Smart money is betting on the next technology to go the way of the typewriter in the mobile age. According to a widening number of retail and marketing professionals, the big winner – or, should I say, big loser – is the traditional cash register.
“If ‘Video Killed the Radio Star,'” observes James Wester of Fast Casual, “then it may be time for the tablet to kill the cash register.”
Ever since Apple introduced roaming retail associates in its stores, all equipped with the tools to complete a transaction on the spot, retailers and restaurant owners have foreseen the death of the traditional cash wrap. After all, why force customers to walk to a register if an associate can finish the sale immediately?
This year at Mobile World Congress, mobile payments are all the rage. As a result, headlines are coming out of Barcelona fast and furious. What do they all have in common? They speak to the age and influence of mobile in retail.
In short, each headline is a new obituary for clunky, expensive, out-of-date cash registers.
“Small business owners represent the segment driving mobile payments adoption most aggressively today,” admits Charler Napier, an industry analyst speaking with Bloomberg.
Napier, however, sees parallels between the early days of mobile advertising and the turning tide of mobile payments.
In April 2010, during Apple’s iPhone 4.0 developer preview, Steve Jobs unveiled Apple’s eagerly-anticipated mobile advertising platform, iAd. Apple’s foray into mobile advertising had been anticipated since Apple acquired Quattro Wireless in the wake of AdMob’s absorption by Google.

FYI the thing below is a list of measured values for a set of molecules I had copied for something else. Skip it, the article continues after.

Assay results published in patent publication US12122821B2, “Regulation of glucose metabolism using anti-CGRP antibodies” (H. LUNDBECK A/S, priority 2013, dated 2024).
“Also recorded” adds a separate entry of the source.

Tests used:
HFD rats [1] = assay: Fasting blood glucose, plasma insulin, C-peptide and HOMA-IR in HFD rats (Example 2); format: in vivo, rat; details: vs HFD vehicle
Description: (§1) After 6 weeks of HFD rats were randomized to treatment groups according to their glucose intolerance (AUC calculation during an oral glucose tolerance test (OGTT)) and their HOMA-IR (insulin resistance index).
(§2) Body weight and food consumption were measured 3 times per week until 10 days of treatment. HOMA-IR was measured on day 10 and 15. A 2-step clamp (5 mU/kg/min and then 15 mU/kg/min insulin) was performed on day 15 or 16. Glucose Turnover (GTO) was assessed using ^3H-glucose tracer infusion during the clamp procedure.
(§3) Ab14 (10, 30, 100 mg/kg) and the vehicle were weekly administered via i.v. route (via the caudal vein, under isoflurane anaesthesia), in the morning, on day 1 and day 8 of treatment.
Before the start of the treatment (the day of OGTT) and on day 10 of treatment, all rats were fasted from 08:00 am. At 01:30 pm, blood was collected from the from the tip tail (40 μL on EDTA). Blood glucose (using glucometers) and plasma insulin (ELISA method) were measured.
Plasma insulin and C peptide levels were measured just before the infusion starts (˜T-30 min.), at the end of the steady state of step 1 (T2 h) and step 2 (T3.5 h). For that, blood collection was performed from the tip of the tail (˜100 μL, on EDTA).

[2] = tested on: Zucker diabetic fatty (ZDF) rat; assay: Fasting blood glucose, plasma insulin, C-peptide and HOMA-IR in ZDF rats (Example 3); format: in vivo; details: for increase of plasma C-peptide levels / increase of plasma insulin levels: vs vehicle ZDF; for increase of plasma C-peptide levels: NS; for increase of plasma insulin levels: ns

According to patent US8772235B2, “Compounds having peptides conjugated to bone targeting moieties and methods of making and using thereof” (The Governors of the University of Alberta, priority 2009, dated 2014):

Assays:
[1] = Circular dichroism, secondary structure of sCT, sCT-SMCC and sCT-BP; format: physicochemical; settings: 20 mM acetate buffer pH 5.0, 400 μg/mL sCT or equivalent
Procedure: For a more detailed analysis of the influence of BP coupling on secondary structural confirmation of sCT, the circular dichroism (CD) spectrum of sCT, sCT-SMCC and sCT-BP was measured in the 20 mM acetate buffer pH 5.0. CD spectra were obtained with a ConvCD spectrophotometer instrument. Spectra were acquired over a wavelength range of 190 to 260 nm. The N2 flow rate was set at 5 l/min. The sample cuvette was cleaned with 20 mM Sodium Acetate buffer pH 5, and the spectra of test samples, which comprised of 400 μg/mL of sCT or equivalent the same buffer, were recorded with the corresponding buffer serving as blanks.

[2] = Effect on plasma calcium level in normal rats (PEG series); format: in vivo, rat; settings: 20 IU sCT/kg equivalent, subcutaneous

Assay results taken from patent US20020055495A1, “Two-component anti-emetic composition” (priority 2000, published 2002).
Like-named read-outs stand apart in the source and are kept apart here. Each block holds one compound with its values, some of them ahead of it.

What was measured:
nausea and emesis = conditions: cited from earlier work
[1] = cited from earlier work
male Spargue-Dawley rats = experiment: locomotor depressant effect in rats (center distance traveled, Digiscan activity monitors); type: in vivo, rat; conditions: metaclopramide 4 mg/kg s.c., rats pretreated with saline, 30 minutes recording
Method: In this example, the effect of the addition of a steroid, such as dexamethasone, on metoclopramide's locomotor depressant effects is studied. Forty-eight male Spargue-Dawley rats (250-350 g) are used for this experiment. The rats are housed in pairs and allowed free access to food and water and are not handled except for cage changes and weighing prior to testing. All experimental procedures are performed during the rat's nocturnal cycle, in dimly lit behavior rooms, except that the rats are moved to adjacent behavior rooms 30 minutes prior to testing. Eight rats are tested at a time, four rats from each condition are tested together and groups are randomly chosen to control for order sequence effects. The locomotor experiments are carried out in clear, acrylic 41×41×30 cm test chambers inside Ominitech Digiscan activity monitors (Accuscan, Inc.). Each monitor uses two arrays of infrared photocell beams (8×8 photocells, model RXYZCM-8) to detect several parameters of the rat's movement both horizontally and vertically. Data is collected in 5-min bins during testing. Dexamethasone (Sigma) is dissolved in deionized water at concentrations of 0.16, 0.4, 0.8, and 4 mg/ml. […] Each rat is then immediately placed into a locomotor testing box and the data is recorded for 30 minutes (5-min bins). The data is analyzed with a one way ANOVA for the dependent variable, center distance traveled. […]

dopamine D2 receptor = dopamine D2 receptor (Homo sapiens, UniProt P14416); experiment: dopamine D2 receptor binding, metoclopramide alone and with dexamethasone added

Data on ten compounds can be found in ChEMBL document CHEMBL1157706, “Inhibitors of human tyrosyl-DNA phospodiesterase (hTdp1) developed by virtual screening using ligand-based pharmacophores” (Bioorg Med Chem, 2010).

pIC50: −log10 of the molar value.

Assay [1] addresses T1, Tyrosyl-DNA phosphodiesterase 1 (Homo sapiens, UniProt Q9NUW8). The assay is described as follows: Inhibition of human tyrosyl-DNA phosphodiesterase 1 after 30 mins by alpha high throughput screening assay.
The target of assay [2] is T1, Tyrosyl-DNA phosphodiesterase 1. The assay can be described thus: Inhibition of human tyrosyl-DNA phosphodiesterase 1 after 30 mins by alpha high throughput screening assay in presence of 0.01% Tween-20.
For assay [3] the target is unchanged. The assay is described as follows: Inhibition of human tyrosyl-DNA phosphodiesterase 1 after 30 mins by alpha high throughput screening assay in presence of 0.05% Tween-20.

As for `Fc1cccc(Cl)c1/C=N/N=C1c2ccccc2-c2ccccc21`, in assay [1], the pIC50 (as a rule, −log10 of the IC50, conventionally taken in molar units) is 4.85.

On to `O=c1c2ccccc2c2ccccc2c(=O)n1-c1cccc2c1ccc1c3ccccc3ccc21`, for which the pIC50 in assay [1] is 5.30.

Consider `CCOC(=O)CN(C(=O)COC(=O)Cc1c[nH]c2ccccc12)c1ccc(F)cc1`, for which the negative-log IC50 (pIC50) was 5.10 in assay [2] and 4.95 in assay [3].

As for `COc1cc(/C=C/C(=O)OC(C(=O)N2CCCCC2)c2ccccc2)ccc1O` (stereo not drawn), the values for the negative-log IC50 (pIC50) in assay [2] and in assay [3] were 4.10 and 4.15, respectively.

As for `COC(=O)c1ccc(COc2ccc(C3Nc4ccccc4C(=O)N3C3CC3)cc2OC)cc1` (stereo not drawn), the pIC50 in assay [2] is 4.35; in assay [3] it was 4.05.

“For a time,” Napier says, “it looked like Admob and iAd were going to be the lone superpowers in mobile advertising. Now they’re probably the least talked about. Scores of other enterprising young ad networks have moved the industry ahead – Millennial Media, Tapjoy, and others. Same thing is true of mobile payments.”
According to Napier, the mobile payments landscape largely dominated in the headlines today by Square and GoPayment will start to shift in the favor of other quality – and possibly superior – solutions providers.
“Just like iAd and Admob, which were outdone by the innovation of competing ad networks, Square and Intuit need to be mindful of their competition,” he warns.
Napier is among the growing number of industry watchers who believe PayAnywhere is poised to continue its recent surge as a mobile payments provider for businesses.
“Times are still tough,” Napier explains. “Businesses want to avoid high fees, long contracts, and additional charges hidden in the fine print. PayAnywhere has an excellent reputation in this regard and I think you’re going to hear more about them and others in the space.”
As recently as December, PayAnywhere announced that Pep Boys would soon be merchandising the PayAnywhere credit card reader for mobile devices in its retail stores nationwide.
“Pep Boys customers can securely process credit and debit transactions right from their mobile device,” an announcement from PayAnywhere confirmed. “By selling the PayAnywhere mobile credit card reader in its stores and online, Pep Boys is providing independent contractors and repair shops with an important and powerful payments tool shown to boost revenue and increase customer satisfaction.”
So what does it all mean in the big picture? For starters, traditional cash registers will soon be a relic of retail worthy of a window at your nearest museum.
With 66% of in-store transactions made with plastic today and 180 million Americans carrying credit or debit cards, it’s no wonder why retailers and merchants of all sizes are flocking to mobile platforms that have brought epic change to the world of retail.